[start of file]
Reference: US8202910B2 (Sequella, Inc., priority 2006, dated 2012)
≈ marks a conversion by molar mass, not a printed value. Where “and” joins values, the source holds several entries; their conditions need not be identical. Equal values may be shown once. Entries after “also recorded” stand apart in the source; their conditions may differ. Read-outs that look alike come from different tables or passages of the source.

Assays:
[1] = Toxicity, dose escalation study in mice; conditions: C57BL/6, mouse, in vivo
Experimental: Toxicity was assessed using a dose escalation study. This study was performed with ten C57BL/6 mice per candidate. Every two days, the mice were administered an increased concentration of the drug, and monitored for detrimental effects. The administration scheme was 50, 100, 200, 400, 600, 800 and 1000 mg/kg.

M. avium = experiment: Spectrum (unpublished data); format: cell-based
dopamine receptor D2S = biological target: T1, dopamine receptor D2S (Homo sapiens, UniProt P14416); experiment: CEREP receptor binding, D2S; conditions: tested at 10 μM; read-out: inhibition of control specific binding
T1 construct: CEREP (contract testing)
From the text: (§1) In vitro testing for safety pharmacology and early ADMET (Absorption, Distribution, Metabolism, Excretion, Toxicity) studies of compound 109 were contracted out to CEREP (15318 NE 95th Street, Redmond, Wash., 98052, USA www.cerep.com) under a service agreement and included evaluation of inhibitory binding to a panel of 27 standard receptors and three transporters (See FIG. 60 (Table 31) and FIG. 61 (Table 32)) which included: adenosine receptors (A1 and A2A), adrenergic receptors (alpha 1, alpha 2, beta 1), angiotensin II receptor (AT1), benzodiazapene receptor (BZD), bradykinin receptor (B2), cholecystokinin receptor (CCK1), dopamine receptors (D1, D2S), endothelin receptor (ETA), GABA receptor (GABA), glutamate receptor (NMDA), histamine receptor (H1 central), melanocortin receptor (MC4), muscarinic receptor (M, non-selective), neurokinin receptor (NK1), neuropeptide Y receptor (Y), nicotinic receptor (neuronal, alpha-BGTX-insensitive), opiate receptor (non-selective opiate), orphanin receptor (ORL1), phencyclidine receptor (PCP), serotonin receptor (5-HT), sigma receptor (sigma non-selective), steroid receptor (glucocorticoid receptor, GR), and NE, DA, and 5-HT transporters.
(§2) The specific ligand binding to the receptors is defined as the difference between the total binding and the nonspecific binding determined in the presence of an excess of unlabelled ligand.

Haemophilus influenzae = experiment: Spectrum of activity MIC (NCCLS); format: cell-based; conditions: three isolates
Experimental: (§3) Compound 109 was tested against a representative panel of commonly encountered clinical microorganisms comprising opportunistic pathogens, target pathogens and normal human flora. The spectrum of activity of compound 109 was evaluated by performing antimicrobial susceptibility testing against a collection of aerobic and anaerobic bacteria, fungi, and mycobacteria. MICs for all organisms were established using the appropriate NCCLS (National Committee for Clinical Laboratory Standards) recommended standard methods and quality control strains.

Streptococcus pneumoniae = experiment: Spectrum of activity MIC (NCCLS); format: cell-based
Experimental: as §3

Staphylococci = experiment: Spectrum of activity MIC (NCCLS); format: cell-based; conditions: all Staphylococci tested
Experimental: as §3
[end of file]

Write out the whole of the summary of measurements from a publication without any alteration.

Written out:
Reference: US8202910B2 (Sequella, Inc., priority 2006, dated 2012)
≈ marks a conversion by molar mass, not a printed value. Where “and” joins values, the source holds several entries; their conditions need not be identical. Equal values may be shown once. Entries after “also recorded” stand apart in the source; their conditions may differ. Read-outs that look alike come from different tables or passages of the source.

Assays:
[1] = Toxicity, dose escalation study in mice; conditions: C57BL/6, mouse, in vivo
Experimental: Toxicity was assessed using a dose escalation study. This study was performed with ten C57BL/6 mice per candidate. Every two days, the mice were administered an increased concentration of the drug, and monitored for detrimental effects. The administration scheme was 50, 100, 200, 400, 600, 800 and 1000 mg/kg.

M. avium = experiment: Spectrum (unpublished data); format: cell-based
dopamine receptor D2S = biological target: T1, dopamine receptor D2S (Homo sapiens, UniProt P14416); experiment: CEREP receptor binding, D2S; conditions: tested at 10 μM; read-out: inhibition of control specific binding
T1 construct: CEREP (contract testing)
From the text: (§1) In vitro testing for safety pharmacology and early ADMET (Absorption, Distribution, Metabolism, Excretion, Toxicity) studies of compound 109 were contracted out to CEREP (15318 NE 95th Street, Redmond, Wash., 98052, USA www.cerep.com) under a service agreement and included evaluation of inhibitory binding to a panel of 27 standard receptors and three transporters (See FIG. 60 (Table 31) and FIG. 61 (Table 32)) which included: adenosine receptors (A1 and A2A), adrenergic receptors (alpha 1, alpha 2, beta 1), angiotensin II receptor (AT1), benzodiazapene receptor (BZD), bradykinin receptor (B2), cholecystokinin receptor (CCK1), dopamine receptors (D1, D2S), endothelin receptor (ETA), GABA receptor (GABA), glutamate receptor (NMDA), histamine receptor (H1 central), melanocortin receptor (MC4), muscarinic receptor (M, non-selective), neurokinin receptor (NK1), neuropeptide Y receptor (Y), nicotinic receptor (neuronal, alpha-BGTX-insensitive), opiate receptor (non-selective opiate), orphanin receptor (ORL1), phencyclidine receptor (PCP), serotonin receptor (5-HT), sigma receptor (sigma non-selective), steroid receptor (glucocorticoid receptor, GR), and NE, DA, and 5-HT transporters.
(§2) The specific ligand binding to the receptors is defined as the difference between the total binding and the nonspecific binding determined in the presence of an excess of unlabelled ligand.

Haemophilus influenzae = experiment: Spectrum of activity MIC (NCCLS); format: cell-based; conditions: three isolates
Experimental: (§3) Compound 109 was tested against a representative panel of commonly encountered clinical microorganisms comprising opportunistic pathogens, target pathogens and normal human flora. The spectrum of activity of compound 109 was evaluated by performing antimicrobial susceptibility testing against a collection of aerobic and anaerobic bacteria, fungi, and mycobacteria. MICs for all organisms were established using the appropriate NCCLS (National Committee for Clinical Laboratory Standards) recommended standard methods and quality control strains.

Streptococcus pneumoniae = experiment: Spectrum of activity MIC (NCCLS); format: cell-based
Experimental: as §3

Staphylococci = experiment: Spectrum of activity MIC (NCCLS); format: cell-based; conditions: all Staphylococci tested
Experimental: as §3